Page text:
March 7, 2017

A Short History of England: The Glorious Story of a Rowdy by Simon Jenkins

By Simon Jenkins

The heroes and villains, triumphs and mess ups of English historical past are immediately familiar—from the Norman Conquest to Henry VIII, Queen Victoria to the 2 global Wars. yet to appreciate their complete value we have to be aware of the entire story.

A brief historical past of England sheds new gentle on all of the key members and occasions in English heritage by way of bringing them jointly in an enlightening account of the country’s beginning, upward thrust to international prominence, after which partial eclipse. Written with aptitude and authority by way of Guardian columnist and London Times former editor Simon Jenkins, this is often the definitive narrative of ways today’s England got here to be. Concise yet entire, with greater than 100 colour illustrations, this pretty single-volume historical past would be the usual paintings for years to come.

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It was the early stirrings of a concept of consent to rule, to which later generations of lawyers frequently referred. After Alfred died in 899 he was succeeded by his son Edward (‘the Elder’) and grandson Athelstan (924 – 39). Learned, pious, ‘golden-haired’, Athelstan ‘the Glorious’ was the first English king known to have remained unmarried. He secured his throne by marrying his sisters to the kings of the Saxons, Franks and Burgundians. In return he received the sword of Constantine and the lance of Charlemagne as gifts.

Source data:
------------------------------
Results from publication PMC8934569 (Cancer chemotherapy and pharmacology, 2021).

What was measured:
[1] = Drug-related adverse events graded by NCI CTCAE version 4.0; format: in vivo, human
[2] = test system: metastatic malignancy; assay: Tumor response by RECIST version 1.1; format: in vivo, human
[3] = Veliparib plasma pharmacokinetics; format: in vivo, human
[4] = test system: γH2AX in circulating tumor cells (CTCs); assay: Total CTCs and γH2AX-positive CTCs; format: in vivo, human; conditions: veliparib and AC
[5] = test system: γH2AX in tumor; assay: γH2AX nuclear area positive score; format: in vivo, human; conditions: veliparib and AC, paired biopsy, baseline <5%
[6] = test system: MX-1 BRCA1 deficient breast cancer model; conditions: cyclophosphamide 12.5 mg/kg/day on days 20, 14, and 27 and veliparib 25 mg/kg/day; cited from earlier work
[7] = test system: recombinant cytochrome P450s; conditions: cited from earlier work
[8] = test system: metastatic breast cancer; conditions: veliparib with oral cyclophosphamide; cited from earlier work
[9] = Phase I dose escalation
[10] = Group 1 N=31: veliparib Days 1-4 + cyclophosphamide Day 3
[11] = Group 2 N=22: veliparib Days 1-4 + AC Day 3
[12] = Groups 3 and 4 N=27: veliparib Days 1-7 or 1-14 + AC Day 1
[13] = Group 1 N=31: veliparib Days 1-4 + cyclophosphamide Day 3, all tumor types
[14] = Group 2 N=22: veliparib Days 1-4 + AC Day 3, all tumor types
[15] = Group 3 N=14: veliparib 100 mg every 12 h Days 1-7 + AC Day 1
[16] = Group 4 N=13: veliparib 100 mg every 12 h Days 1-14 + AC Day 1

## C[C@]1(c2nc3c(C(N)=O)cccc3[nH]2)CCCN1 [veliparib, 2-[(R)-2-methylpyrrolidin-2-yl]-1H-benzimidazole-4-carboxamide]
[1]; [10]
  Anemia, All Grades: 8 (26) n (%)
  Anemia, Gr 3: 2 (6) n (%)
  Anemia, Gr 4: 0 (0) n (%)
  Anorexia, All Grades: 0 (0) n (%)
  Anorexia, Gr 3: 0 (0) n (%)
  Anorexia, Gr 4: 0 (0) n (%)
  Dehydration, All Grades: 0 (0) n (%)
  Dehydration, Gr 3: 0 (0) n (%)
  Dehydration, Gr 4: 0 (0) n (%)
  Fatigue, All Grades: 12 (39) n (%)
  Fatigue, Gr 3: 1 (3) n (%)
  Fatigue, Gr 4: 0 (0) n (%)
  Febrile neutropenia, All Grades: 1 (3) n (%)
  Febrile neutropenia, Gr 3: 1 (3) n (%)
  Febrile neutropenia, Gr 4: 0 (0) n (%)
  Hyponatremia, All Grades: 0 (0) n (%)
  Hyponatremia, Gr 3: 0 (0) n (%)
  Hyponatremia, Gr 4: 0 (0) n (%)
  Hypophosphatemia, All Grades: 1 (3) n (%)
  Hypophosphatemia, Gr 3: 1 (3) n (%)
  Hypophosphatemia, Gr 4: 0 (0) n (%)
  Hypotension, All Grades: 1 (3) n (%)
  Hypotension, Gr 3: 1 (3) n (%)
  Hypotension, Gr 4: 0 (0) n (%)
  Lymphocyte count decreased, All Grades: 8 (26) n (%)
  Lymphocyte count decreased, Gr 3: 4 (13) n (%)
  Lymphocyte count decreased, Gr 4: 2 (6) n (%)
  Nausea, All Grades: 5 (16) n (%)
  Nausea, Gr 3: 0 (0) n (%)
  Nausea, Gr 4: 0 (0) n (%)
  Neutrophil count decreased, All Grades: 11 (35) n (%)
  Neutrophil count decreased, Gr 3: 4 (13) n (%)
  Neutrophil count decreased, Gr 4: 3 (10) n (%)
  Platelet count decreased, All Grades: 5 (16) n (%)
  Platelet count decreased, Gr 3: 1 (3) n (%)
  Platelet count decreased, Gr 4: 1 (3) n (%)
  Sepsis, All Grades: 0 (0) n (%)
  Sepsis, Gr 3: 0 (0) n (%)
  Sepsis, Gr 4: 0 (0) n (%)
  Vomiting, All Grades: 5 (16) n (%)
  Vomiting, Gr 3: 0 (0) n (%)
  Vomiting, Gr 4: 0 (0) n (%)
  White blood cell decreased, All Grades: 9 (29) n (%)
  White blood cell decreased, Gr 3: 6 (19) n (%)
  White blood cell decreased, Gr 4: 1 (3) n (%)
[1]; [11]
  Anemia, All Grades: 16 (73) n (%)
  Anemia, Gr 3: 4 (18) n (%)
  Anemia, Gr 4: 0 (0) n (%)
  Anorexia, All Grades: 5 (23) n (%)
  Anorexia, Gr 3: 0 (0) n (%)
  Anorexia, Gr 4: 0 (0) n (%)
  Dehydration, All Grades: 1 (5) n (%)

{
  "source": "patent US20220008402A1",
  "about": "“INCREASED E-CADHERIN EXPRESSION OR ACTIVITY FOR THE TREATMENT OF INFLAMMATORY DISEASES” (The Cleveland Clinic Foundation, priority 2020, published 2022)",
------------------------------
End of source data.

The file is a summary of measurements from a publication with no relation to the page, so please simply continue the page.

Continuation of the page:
A Saxon official from Dorchester rode to greet them and ask their business. They killed him on the spot. Three years later Northumbria was appalled by the sacking of Lindisfarne, with the loss of hundreds of manuscripts and illuminated books. The chronicles reported that ‘the heathens poured out the blood of saints around the altar, and trampled on the bodies of saints in the temple of God like dung in the streets’. Monks who escaped the sword were taken as slaves. In 806 came a similar horror, the destruction of St Columba’s 200-year-old monastery on Iona, mother church of Celtic Christianity and burial place of Scottish kings.

But while they had obliterated their British predecessors, they kept their Anglo-Saxon culture and language through all subsequent incursions. They were astonishingly resilient, aided by the security of an insular geography and the seafaring enterprise often shown by island peoples. They quickly evolved a common language, common laws and a common system of government, rooted in a tension between the Saxon autonomy of ‘kith and kin’ and the Norman tradition of central authority. That tension is a leitmotif of my story.

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